Abdominal (Belly) Pain in Children

abdominal belly pain in children

Abdominal (belly) pain in children is a common condition and, while not generally a serious problem, one that can cause considerable discomfort. Approximately 30% of children visit a doctor due to abdominal pain by age 15, and 10-15% of school aged children report recurring abdominal pain. Because abdominal pain can have a wide variety of causes, diagnosis can often be difficult if no other symptoms are present. 

When a child, who is otherwise healthy, experiences repeated stomachaches for more than 2 months or more, he is considered to have functional abdominal pain. Functional abdominal pain involves a sensitivity of the digestive organs in conjunction with changes in digestive movement patterns, with no gastrointestinal damage. Some abdominal pain can be a sign of a more serious condition, so monitoring your child is key in determining when to see a doctor.

Physicians often categorize abdominal pain into two broad categories:

#1. Organic Abdominal Pain

#2. Functional Abdominal Pain

Organic Abdominal Pain

Organic abdominal pain is true pain caused by damage to the child’s gastrointestinal tract.  Organic abdominal pain is usually associated with:

Organic abdominal pain could be due to Celiac disease, Crohn’s disease, Ulcerative Colitis, Gastritis, or Infections.

Functional Abdominal Pain

Functional abdominal pain is true pain interfering with the child’s ability to function but there is no evidence of damage to the gastrointestinal tract. Functional abdominal pain is usually associated with:

Functional abdominal pain is not life threatening but it can have a negative effect psychologically (anxiety and depression), cause interference with school attendance and with sports and other extra-curricular activities. Children with functional abdominal pain can have functional dyspepsia, Irritable Bowel Syndrome, abdominal migraines, or functional abdominal pain syndrome.  If your child is experiencing any of these symptoms it is best to speak to your child’s physician or a pediatric gastroenterologist about treatment options. When counseling and behavior modification is indicated, Dr. Dave recommends Amy Allen Meyer, M.Ed., LPC, RPT-S, NCC – Licensed Professional Counselor and Play Therapist. Amy is an experienced Licensed Professional Counselor, Registered Play Therapist-Supervisor and National Certified Counselor who counsels children and adolescents, ages 2-18, and their families from her private practice in Frisco, Texas. Also, Dr. Dave recommends Dee O’Neill-Warren, LPC, M.S. – Board Certified Fellow in Neurofeedback. Dee O’Neill-Warren is the founder and director of NeuroCognitive fitness, LLC, a concierge brain fitness assessment and training service.  Dee helps clients better understand how their brain works and how to make it work better using advanced neurotechnology to first assess NeuroCognition and secondly to enhance brain fitness through customized training programs.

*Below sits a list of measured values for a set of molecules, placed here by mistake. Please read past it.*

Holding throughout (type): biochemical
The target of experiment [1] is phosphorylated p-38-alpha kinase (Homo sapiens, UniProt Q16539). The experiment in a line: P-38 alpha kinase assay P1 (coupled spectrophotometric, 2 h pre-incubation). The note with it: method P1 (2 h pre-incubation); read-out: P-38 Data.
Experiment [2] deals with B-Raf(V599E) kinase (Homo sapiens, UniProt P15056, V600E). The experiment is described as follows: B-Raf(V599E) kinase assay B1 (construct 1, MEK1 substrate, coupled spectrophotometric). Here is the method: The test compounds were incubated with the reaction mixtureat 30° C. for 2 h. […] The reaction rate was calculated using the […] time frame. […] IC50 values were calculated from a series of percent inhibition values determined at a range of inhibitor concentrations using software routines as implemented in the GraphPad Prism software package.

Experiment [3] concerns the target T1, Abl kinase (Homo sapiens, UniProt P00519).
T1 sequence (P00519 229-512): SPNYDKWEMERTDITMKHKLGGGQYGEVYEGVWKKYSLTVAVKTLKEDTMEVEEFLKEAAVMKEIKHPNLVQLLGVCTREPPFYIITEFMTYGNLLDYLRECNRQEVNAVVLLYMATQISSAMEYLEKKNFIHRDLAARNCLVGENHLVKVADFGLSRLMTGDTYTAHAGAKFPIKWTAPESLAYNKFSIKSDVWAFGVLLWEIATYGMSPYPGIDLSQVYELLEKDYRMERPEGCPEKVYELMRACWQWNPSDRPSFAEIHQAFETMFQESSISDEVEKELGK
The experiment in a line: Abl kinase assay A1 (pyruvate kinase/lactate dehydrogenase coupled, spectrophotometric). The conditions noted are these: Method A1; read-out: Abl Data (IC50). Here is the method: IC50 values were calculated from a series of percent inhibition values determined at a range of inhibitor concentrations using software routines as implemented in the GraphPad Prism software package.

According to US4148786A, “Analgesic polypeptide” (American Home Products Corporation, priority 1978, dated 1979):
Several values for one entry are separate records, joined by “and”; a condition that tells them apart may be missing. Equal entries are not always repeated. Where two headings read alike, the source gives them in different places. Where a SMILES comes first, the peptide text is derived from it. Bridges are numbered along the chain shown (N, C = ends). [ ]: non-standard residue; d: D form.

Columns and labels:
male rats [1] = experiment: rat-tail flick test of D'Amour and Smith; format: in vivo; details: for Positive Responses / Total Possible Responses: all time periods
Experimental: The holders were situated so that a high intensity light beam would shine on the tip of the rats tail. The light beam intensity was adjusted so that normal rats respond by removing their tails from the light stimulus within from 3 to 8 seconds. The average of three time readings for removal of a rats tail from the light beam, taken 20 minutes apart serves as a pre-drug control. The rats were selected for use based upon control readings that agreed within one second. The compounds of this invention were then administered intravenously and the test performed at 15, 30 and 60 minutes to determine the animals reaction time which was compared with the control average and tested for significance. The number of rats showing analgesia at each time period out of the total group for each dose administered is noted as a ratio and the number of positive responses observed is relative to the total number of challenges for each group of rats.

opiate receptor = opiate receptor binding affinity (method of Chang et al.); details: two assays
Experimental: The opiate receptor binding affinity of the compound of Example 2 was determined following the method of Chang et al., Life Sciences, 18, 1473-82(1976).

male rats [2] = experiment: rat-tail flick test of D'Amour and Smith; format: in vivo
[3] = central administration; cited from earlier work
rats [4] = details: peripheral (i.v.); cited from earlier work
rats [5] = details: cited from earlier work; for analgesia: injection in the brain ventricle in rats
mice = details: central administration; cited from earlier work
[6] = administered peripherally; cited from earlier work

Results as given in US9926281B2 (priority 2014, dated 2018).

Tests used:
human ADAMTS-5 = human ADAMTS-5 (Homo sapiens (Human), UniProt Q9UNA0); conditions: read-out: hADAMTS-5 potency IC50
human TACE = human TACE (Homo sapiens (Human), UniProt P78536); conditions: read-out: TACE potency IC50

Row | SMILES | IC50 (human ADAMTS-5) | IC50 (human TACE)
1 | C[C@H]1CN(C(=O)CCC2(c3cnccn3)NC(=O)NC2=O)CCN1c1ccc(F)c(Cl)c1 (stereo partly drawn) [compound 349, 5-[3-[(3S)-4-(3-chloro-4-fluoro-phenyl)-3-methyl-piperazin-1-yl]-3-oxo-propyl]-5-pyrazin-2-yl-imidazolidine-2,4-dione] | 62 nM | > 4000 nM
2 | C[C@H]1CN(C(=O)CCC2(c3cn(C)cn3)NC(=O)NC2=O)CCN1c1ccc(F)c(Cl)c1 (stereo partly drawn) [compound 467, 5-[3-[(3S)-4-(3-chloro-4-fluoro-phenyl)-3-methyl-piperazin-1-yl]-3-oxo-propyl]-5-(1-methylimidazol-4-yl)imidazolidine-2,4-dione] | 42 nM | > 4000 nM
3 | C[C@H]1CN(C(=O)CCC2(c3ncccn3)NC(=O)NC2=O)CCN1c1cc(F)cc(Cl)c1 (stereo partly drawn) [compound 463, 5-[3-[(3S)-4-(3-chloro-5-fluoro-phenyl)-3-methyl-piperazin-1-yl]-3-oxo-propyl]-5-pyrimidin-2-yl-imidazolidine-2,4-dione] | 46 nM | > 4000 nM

Common Causes of Abdominal Pain in Children

Causes of abdominal pain in children can range from extremely mild to life-threatening. Most of the time, children’s stomachaches are temporary and subside within a day or two. Common causes of abdominal pain include:

More serious causes of abdominal pain include:

Treating Abdominal Pain at Home

Parents are typically the best evaluators of the severity of their child’s symptoms. If your child’s abdominal pain is mild, you can usually use some simple home treatments to alleviate discomfort:

If your child has a fever, use acetaminophen rather than aspirin or ibuprofen, as these can cause more stomach upset. Avoid any foods or drinks that may be irritating, such as:

When to Call Your Doctor for Abdominal Pain

Abdominal pain that doesn’t go away could be caused by an underlying condition that needs medical treatment. In some cases, waiting a few days to see your doctor is appropriate, while other situations may warrant immediate care. You should contact your doctor if your child:

Some symptoms can indicate a more serious problem. You should seek emergency treatment for abdominal pain if your child:

Diagnosing Abdominal Pain in Children

Diagnosing abdominal pain involves a thorough medical examination along with an evaluation of symptoms your child has been experiencing. Keeping track of symptom duration and severity, as well as diet and other lifestyle factors, will help you in answering your doctor’s questions. Conveying accurate information will assist the doctor in evaluating your child’s symptoms. A pain diary or journal should include:

Coming to your child’s appointment prepared will be of great help to your doctor. Abdominal pain can often be diagnosed after the examination and evaluation of symptoms. If further testing is needed, your doctor may recommend:

Treatment will vary depending on the cause of your child’s abdominal pain. If your child is experiencing recurring abdominal pain, please contact our office for an appointment.